How To Rest In The Lord When Your World Is Upside Down

Our culture basks in busyness, wearing stress and lack of sleep like a badge of honor. Many Americans don’t use their allotted vacation days and they are likely to bring their work home with them. Work provides our identity with busyness assuring our status. Stimulants like caffeine and sugar provided the means to get moving in the morning while sleeping pill, alcohol, and herbal remedies enable us to forcibly shut down our bodies and minds to get fitful sleep before starting it all over again because, as the motto says, You can sleep when your dead.”

But is this what God intended when He created man in His image in the garden? What does it mean that God worked for six days and then rested on the seventh? In the Bible, rest is more than the absence of work. Rest demonstrates where we place our trust for provision, identity, purpose, and Importance. Rest is both a regular rhythm to our day and our week as well as a promise with fuller future fulfillment, “So then, there remains a sabbath rest for the people of God for whoever has entered God’s rest has also rested from his works asGod did from His.” -Hebrews 4:9-10-

What Does It Mean To Rest In The Lord?

The word that is used of God resting on the seventh day in Genesis 2:2 is sabbath, the same word that will be used later calling Israel to crease from their normal activities. In the creation account, God established a rhythm for us to follow, both in our work and in our rest, to maintain our effectiveness and purpose as created in His image. God established a rhythm to the days of creation that the Jewish people continue to follow which demonstrates a contrast to an American perspective on work. As God’s creative work is described in the Genesis account, the pattern to end each day states “And there was evening and there was morning.” This rhythm is reversed from how we perceive our day.

From our agricultural roots to the industrial area and now to modern technology, the day begins at sunrise. We start our days in the morning and ends at night, expending energy throughout the day to collapse when work is done. What is the implication, then of practicing your day in reverse? In an agrarian society, as was the case in Genesis and through much of human his, evening meant to rest and sleep because it was dark, and you couldn’t work at night. God’s creation order suggests that we start our day I. Rest, filing our buckets in preparation to pour then out in work the following day. By putting evening first, God established a priority in our identity and value. Work is not a result of the fall and sin it is instead a blessing in that we find purpose and productivity in joining God in His creative work by subduing the earth and exercising dominion over it. -Genesis 1:28-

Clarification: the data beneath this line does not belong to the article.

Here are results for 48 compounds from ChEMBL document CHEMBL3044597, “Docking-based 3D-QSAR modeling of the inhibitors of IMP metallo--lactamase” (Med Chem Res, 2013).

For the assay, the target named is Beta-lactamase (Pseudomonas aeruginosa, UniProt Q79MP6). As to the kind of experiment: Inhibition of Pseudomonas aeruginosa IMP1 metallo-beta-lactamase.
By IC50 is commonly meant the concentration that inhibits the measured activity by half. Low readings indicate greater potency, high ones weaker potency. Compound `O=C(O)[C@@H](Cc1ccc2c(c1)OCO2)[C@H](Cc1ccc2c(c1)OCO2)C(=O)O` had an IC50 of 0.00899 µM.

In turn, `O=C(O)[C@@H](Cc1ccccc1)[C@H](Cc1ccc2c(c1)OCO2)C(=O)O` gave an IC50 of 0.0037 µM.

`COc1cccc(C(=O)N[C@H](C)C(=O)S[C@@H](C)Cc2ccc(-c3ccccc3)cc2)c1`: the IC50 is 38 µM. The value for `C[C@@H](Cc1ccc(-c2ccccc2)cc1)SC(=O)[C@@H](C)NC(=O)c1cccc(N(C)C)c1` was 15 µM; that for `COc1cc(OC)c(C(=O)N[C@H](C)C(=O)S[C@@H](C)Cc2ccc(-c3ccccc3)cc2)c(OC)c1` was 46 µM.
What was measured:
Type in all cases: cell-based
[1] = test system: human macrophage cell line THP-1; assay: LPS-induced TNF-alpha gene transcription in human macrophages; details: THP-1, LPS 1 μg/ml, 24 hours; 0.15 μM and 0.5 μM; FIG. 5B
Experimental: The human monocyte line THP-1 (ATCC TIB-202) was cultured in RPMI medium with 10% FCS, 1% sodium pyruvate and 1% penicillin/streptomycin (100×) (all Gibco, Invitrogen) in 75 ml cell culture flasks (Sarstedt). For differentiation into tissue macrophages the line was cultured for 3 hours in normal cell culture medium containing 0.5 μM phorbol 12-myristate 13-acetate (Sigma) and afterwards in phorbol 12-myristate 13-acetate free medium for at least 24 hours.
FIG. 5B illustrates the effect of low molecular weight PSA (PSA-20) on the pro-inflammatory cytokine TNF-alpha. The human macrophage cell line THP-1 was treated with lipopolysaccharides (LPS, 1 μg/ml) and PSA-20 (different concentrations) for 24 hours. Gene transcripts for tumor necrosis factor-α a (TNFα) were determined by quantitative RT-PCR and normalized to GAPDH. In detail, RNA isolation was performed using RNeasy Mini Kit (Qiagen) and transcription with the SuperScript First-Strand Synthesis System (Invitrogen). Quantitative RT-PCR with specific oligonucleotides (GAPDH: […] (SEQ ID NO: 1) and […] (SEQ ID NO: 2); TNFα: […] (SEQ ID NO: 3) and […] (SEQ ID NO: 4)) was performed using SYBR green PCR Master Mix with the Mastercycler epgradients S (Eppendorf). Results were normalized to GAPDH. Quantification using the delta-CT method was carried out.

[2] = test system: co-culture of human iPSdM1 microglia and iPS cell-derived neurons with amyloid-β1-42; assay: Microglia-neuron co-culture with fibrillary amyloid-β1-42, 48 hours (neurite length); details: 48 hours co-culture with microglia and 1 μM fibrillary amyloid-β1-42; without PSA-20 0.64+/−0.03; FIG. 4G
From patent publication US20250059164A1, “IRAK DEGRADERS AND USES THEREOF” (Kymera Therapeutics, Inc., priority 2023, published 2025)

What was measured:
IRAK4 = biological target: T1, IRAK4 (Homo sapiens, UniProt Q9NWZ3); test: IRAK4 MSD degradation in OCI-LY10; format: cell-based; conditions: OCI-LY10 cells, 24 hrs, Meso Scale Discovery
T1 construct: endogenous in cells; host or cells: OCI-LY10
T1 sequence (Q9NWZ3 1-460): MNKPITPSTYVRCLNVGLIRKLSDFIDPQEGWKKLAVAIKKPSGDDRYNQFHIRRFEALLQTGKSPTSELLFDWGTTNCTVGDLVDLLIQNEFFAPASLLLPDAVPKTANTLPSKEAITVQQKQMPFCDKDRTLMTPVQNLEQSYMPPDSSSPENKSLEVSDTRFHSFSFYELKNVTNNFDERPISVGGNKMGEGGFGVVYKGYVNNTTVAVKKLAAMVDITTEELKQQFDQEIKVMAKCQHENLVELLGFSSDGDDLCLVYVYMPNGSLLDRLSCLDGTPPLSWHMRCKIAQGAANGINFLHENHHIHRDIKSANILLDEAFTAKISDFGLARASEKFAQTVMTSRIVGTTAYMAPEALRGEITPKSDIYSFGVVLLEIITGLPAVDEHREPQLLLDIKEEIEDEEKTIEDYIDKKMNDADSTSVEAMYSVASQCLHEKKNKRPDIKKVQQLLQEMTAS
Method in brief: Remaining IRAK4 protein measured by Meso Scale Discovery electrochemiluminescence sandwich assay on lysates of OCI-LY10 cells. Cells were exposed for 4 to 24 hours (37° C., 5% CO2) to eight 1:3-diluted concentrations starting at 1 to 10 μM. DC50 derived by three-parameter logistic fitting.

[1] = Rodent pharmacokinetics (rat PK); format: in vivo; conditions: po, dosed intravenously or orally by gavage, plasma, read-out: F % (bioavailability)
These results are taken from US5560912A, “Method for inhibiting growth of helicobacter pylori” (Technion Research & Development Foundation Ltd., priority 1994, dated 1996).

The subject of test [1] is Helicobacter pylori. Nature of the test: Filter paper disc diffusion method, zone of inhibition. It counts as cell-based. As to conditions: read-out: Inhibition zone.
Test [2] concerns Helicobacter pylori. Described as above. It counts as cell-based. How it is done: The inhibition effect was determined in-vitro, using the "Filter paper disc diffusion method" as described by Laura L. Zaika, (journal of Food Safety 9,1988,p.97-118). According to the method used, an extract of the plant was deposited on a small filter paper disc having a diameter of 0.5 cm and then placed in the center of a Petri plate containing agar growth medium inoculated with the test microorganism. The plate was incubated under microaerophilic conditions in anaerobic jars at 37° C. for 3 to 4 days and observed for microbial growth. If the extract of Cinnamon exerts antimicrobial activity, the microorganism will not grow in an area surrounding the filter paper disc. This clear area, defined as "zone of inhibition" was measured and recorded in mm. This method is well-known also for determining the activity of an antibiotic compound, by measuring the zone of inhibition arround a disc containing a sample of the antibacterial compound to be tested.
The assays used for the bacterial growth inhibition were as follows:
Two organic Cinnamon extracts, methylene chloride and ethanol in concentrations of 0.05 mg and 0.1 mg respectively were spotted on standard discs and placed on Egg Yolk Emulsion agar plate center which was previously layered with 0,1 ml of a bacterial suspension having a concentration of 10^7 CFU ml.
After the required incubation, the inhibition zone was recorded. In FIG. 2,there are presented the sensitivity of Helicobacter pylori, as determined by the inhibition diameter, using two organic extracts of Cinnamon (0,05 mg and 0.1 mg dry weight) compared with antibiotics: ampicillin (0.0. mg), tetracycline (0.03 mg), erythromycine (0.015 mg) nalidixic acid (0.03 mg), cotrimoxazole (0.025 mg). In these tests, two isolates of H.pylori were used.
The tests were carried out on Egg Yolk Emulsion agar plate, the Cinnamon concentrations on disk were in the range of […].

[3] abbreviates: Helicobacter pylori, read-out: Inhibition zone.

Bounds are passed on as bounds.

Ordering, organizing, naming, and subduing God’s good creation establish man’s role as God’s representative within His creation, ruling the earth. Work, though good, must be kept in balance with rest so that our pursuit of productivity doesn’t come to represent the entirety of our purpose and identity. God did not rest on the seventh day because the six days of creation wore Him out. God rested to establish a pattern for us to follow in enjoying the goodness of our created being without the need for being productive. One day in seven set apart for rest and reflection on the work we have completed requires us to acknowledge our dependence on God for His provision and freedom from finding our identity in our work. In establishing the sabbath as the fourth commandment in Exodus 20, God is also demonstrating a contrast for the Israelites from their rules as slaves. Egypt in which work was mandated hardship to demonstrate His love and provision as His people.

Why wouldn’t this be true for all people anywhere.

We can’t do it all. We can’t get it all done, even with 24 hours a day and seven days a week. We must relinquish our attempts at earning an identity through our work and rest in the identity God provides as love by Him and free to rest in His provision and care. This desire for autonomy through self-definition forms the basis for the fall and continues to plague our functioning in relationship to God and others today.

The serpents temptation to Eve exposed the challenge of dependence with the consideration of whether we rest in God’s wisdom or whether we want to be like God and make the choice of good and evil for ourselves. -Genesis 3:5-

In choosing to take the fruit, Adam and Eve chose independent over dependence on God and we continued to struggle with this choice every day. God’s call to rest, both in the order of our day and in the rhythm of our week, hangs on whether we can rely on God to take care of us while we cease from work. This theme of the pull between dependence on God and independence for God and the rest He provides is a critical thread of the Gospel throughout Scripture. Sabbath rest requires our acknowledgment that God is in control and we are not our observance of Sabbath rest than becomes a reflection and celebration of this provision and not just a cessation of work.

This shift in the underlying of rest as dependence on God and consideration of His provision, love, and care in contrast to our pursuit of independence, identity, and purpose through work has important physical implications, as we have noted, but has ultimate critical spiritual implications as well.

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